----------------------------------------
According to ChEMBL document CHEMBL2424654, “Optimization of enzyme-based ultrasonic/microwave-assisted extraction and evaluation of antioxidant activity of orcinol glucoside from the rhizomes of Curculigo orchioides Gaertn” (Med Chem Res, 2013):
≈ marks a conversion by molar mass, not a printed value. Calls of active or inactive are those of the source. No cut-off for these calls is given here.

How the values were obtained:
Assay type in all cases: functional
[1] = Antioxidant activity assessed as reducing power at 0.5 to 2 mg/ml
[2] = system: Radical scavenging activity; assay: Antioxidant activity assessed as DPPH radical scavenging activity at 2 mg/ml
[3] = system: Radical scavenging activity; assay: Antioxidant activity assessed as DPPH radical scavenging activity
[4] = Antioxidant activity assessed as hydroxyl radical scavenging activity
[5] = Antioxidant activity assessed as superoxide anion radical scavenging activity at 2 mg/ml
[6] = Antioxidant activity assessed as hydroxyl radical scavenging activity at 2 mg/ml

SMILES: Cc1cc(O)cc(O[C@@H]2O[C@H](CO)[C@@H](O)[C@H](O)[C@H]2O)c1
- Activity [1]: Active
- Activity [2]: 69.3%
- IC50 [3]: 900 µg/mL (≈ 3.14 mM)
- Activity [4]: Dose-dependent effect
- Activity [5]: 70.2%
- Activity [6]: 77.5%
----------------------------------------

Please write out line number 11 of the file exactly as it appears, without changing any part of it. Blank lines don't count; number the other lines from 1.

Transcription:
SMILES: Cc1cc(O)cc(O[C@@H]2O[C@H](CO)[C@@H](O)[C@H](O)[C@H]2O)c1